Tyne & Wear

Sunderland drug abuse treatment 'serious failings' revealed

Drugs Image copyright Thinkstock
Image caption The North East has the highest number of deaths from drug misuse in England

A confidential independent report commissioned by Sunderland City Council and obtained by the BBC has revealed serious failings in the treatment of substance misuse in the city.

It uncovered complaints over a backlog of cases waiting for treatment, linked to staff shortages.

It also described treatment of the most vulnerable clients as in "crisis".

Sunderland City Council said it was working with three bodies delivering treatment to ensure they improve.

It reorganised services for alcohol and drug treatment in 2013, partly to make budget savings.

Services are now commissioned by the council but delivered by outside providers, including the charity Turning Point which assesses cases and refers people to other organisations for treatment.

'Failed my son'

The review, commissioned last year, found the council was missing its targets on the numbers completing drug treatment successfully.

Cath Wareing from Washington, whose son David Pace died of a heroin overdose last year, claims he would be alive if he had been given the treatment he needed.

"I genuinely believe the system has failed my son," she said. "He was very, very scared. He knew he needed help."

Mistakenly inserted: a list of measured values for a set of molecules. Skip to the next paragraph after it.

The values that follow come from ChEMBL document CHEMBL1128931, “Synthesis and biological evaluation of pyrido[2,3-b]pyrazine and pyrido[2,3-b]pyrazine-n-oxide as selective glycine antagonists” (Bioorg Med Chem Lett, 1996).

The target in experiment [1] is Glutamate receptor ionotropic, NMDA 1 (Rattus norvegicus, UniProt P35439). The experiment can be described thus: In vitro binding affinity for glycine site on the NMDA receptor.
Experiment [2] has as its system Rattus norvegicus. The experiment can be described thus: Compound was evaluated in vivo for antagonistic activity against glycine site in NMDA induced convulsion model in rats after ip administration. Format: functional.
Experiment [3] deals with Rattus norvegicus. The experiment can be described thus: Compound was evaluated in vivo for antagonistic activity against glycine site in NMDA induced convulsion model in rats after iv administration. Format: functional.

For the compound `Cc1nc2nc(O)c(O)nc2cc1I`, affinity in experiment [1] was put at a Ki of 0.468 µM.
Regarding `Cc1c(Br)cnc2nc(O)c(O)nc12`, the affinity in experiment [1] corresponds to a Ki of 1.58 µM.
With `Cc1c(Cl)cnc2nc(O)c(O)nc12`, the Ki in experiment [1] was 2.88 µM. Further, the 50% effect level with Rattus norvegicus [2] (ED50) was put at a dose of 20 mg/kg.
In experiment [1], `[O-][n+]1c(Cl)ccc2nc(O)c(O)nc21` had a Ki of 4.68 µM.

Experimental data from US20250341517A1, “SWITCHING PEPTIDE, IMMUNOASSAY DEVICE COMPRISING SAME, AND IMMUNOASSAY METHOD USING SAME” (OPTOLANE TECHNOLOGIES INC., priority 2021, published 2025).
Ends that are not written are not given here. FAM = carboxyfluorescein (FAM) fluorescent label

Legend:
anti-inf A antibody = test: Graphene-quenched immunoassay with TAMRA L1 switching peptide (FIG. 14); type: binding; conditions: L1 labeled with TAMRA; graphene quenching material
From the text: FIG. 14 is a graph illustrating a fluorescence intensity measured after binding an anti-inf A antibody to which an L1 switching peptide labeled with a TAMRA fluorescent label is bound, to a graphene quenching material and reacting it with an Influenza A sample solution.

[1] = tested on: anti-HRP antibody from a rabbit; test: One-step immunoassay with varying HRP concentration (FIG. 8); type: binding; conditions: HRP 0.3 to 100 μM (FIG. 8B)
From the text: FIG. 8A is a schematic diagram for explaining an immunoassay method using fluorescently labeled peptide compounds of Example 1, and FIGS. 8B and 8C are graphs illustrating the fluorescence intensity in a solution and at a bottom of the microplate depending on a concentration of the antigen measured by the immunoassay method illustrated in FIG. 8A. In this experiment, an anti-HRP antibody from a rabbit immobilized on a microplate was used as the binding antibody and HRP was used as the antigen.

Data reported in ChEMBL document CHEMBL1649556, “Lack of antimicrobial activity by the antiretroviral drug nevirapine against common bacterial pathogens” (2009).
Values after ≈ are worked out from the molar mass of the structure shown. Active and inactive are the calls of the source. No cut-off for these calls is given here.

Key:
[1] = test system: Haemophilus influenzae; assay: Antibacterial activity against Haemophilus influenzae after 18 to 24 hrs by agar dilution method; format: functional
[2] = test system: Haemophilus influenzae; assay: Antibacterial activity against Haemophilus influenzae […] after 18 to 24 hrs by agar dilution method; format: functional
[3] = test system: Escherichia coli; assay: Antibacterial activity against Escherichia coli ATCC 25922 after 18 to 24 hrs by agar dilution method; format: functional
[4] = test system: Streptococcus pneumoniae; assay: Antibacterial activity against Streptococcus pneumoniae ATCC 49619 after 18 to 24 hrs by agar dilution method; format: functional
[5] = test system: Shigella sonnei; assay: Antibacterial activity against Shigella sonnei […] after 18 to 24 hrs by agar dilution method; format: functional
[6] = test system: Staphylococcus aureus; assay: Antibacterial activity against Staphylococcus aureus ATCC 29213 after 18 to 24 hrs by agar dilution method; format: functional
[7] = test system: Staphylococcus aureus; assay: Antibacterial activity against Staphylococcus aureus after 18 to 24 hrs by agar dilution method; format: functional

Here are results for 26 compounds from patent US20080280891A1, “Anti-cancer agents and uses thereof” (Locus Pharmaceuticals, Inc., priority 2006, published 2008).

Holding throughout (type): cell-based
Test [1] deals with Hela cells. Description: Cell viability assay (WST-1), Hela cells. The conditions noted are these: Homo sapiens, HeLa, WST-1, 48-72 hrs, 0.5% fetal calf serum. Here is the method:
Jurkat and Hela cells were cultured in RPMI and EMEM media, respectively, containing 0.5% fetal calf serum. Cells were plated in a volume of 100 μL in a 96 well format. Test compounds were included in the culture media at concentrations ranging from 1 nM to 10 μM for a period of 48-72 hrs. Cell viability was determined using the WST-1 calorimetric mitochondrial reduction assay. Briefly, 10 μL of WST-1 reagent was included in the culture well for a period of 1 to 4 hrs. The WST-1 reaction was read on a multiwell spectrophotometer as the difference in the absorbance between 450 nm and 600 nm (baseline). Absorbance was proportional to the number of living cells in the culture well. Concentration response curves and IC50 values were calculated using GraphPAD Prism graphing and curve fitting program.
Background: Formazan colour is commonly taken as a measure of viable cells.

She said the crisis team offered her support, "but it wasn't me that needed the help".

Image caption Cath Wareing said her son needed "help beyond what the family could give him, what I could give him, what he could manage by himself"

In a statement, council public health portfolio holder John Kelly said he recognised "some elements of the drug and alcohol treatment services are underperforming".

The authority was working to address these issues, despite severe financial constraints, and was now looking at a "revised model of treatment which will be considered by the city council in the near future", he said.

Turning Point said "vast improvements have been made to the service since this report was written last year, including the reduction of waiting times to no more than five days".

Council Conservative opposition leader Lee Martin said, with commissioned services, the council should "focus relentlessly on contract monitoring and on the outcomes that are delivered".

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